Powering the North of the UK

Jonathan Thompson
- Leadership - Nov 26, 2019

Jonathan Thompson is the CEO of B-North, the Manchester-based challenger bank providing funding for SMEs using cloud-based banking technology. 

The Northern Powerhouse is a phrase that is often used by politicians, but so far it is hard to see where the North has been driven, with its economy still lagging behind that of London and the South East. And while in recent months the growth rates in the North have been accelerating compared to the rest of the country there still is a lot to be done. 

SME’s are the bread and butter of the UK economy. The North is slightly more reliant on SMEs than the rest of the country. According to an IPPR report in February 2019, 99.8% of North England businesses have fewer than 250 employees.

With UK banks undergoing major structural change and having to increase their capital buffers in preparation for a more uncertain economic future, there are many threats to small business lending. The first point is key, as with the prospect of a potentially disorderly Brexit on the horizon big banks are having to keep back their cash in case the economy turns sour. In addition to this, on the operational side, banks are increasingly focusing on retail customers, cutting down on their business relationship teams, that are crucial for SME lending. This is increasing the impact of big banks having extremely centralised models, meaning that the needs of the regions, in particular, the North, can be forgotten. The main challenge is often geographical distance, and often, as a result, a lack of awareness. Another challenge major UK banks face is their failure to invest in technology. Reasons for this underinvestment are two-fold, one is the high capital cost, which in uncertain times can seem unattractive, and the other, and arguably more significant, the sheer complexity of migrating and merging databases. This means many banks have legacy IT systems that are prone to failure, as has been seen in recent high-profile cases. 

These challenges have led to the big banks' proportion of domestic lending to business fall from 31% to 8% in recent years. Not only has the overall lending fallen, but the time it takes business to access the funding has risen, meaning it can take SME’s 3-4 months to access new funding. This hurts SME’s. Not only does it mean they have to delay investment opportunities, potentially missing business opportunities, but it can also cause stress to entrepreneurs, as they may have to divert their attention away from growing their businesses. The lead time on loans has the detriment of impacting a key benefit of SME’s, the fact that they are nimble, and fast to react. This is something that will remain essential to survival in the post-Brexit UK, as the economy looks to pivot towards new sectors and global markets. With such a large proportion of the Northern economy based on SME’s, this fall in lending activity has the impact of damaging the north the most.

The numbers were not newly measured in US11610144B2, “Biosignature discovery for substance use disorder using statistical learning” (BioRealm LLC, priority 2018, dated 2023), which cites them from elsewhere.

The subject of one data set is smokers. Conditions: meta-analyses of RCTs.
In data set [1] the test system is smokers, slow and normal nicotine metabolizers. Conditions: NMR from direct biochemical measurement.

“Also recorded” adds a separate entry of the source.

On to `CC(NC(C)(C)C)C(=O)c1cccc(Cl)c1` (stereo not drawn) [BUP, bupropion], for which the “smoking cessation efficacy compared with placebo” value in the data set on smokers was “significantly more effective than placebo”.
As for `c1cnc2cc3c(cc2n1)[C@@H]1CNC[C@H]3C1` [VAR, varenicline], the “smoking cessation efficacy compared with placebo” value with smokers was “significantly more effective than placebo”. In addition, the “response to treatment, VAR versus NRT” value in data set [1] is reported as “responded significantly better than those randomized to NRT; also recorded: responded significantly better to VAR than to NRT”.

The Northern Powerhouse initiative aims to change this in several ways, increasing investment in education and transport being just two examples. However, arguably, the biggest impact it could have on the North is the de-centralisation of decision making, to the places the impacts are felt. The initiative aims to make a positive impact on the socio-economic environment of the North. While this alone will not be sufficient to drive the North forward on its own, it does shore up investor sentiment, making the region more attractive to investors. 

One reaction to the fall in traditional lending is that more non-bank institutions have started to move into the SME funding space, providing more flexible and agile solutions. However, the benefits of this are far from clear cut. The business models of these non-banks involve charging high-interest rates, which can cause cash flow issues for SME’s, as an increased portion of their turnover will be employed to service their debts, meaning that they have less money to invest in their business. 

B-North aims to strike a balance between these new agile high-cost providers, and more traditional, lower cost, but out-dated banks. B-North will provide flexible, adaptable lending solutions 10 times quicker than legacy banks, and at a lower, more affordable cost to the new non-bank providers. B-North will be able to achieve this through coupling our cloud-based banking infrastructure to our revolutionary model of regional lending pods. Through this, we aim to be the clear choice for SME lending. Our strategy, when coupled with the broader initiative of the Northern Powerhouse has the potential to help the North, and the whole country, power forward. 

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And that is why B-North were one of many northern businesses who contributed to the Devo 100 letter to Boris Johnson, stating its complete commitment to northern devolution as promised by his predecessor, Theresa May. Handing power back to regional mayors and council bodies will allow those who are most familiar with the northern economy and its needs to drive forward it’s vision. 

It’s this very train of thought why B-North have chosen to target SME’s. The founders and senior members of the firm have many years’ of first-hand experience in dealing with SME’s and thus have a deep understanding of what it mean to be a growing enterprise. This understanding is what B-North has tailored its offering around and aims to bring to market in 2020.

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